shows some of the positive and some of the questionable commands from the Hebrew Bible. Reinterpretation by rabbis over the centuries means that penalties such as the death sentence no longer apply. Examples of positive statements Love your neighbour as yourself. (Leviticus 19:18). Do not curse the deaf or put a stumbling block before the blind. (Leviticus 19:14). Examples of questionable statements Whoever curses his father or his mother is to be put to death. (Exodus 21:17). Put to death any woman who practises magic. (Exodus 22:18).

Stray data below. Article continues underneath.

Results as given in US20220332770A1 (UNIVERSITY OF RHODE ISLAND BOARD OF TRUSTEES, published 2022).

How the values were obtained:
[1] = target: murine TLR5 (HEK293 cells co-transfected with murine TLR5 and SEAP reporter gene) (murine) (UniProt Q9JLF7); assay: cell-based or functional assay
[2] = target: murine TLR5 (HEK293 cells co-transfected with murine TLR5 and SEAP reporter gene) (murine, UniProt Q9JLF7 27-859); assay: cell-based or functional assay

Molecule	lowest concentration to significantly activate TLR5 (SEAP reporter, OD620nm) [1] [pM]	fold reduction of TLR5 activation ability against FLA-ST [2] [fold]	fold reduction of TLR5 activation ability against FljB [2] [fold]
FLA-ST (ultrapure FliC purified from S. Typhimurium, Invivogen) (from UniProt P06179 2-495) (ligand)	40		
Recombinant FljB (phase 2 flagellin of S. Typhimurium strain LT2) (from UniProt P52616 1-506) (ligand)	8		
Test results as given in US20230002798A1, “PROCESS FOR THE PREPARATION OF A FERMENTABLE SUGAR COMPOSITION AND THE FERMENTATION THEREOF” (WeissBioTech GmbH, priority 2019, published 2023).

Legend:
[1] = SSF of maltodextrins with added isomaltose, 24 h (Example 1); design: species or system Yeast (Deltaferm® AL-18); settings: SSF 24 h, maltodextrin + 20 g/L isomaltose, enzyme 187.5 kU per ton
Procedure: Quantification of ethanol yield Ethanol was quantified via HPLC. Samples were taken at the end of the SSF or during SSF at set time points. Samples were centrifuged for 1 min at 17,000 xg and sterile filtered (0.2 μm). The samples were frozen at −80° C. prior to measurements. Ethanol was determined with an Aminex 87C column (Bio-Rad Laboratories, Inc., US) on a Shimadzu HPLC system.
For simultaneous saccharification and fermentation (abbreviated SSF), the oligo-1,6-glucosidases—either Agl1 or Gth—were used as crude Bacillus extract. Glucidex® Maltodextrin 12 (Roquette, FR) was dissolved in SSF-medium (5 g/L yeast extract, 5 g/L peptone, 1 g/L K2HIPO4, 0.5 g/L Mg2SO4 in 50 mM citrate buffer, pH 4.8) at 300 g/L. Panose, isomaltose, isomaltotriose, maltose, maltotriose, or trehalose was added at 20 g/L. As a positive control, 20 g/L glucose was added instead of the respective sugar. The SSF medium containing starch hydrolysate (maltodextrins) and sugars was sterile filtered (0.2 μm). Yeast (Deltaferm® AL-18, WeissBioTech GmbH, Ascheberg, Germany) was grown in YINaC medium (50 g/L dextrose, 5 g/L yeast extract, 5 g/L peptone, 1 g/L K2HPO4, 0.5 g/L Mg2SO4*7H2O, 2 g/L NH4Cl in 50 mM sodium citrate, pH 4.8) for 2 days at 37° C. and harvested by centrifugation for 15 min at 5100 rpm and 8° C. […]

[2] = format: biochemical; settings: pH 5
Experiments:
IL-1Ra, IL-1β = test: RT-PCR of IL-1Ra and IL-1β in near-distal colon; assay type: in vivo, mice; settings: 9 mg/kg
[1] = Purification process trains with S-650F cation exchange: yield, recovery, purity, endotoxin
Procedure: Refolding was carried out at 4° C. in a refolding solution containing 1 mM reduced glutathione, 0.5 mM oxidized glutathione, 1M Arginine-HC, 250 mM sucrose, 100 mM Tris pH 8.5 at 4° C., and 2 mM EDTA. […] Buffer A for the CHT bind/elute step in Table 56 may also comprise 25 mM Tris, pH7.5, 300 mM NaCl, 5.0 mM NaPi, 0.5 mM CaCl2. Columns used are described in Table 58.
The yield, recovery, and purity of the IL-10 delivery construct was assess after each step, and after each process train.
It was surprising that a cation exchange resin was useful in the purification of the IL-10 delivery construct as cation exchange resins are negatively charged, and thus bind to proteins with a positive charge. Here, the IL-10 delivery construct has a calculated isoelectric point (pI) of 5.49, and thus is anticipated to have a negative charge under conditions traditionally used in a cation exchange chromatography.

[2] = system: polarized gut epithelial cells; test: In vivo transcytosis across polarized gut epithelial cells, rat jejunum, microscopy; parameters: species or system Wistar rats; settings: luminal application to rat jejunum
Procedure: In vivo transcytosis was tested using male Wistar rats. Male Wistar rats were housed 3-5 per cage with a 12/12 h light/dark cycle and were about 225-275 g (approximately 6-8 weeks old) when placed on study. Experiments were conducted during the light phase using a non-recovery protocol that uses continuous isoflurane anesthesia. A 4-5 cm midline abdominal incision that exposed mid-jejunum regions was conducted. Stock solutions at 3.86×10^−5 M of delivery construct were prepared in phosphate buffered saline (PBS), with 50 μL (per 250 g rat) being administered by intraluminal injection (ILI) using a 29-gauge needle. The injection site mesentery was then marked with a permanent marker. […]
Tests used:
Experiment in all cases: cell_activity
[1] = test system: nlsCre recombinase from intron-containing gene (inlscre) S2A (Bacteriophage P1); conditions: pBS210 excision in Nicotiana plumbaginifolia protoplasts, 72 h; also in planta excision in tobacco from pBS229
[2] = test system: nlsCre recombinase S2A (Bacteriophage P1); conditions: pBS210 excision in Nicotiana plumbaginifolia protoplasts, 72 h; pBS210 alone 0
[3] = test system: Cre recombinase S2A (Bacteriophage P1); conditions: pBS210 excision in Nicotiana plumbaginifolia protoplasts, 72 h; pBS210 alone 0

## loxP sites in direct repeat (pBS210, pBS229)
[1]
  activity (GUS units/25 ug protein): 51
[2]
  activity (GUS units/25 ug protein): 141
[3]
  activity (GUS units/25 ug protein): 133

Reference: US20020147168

Do no unrighteousness in your judgements. You must keep the day of rest, because it is (Leviticus 19:15). sacred. Whoever does not keep it, but works on that day, is to be put to death. (Exodus 31:14). Do not go up and down as a talebearer If a man commits adultery with the wife of a among your people; do not stand idly by the fellow-Israelite, both he and the woman blood of your neighbour. (Leviticus 19:16). shall be put to death. (Leviticus 20:10). Do not collect all of a harvest; leave some for the poor and for the stranger. (Leviticus 19:10). If a man has sexual relations with another man, they have done a disgusting thing, and both shall be put to death. They are responsible for their own death. (Leviticus 20:13).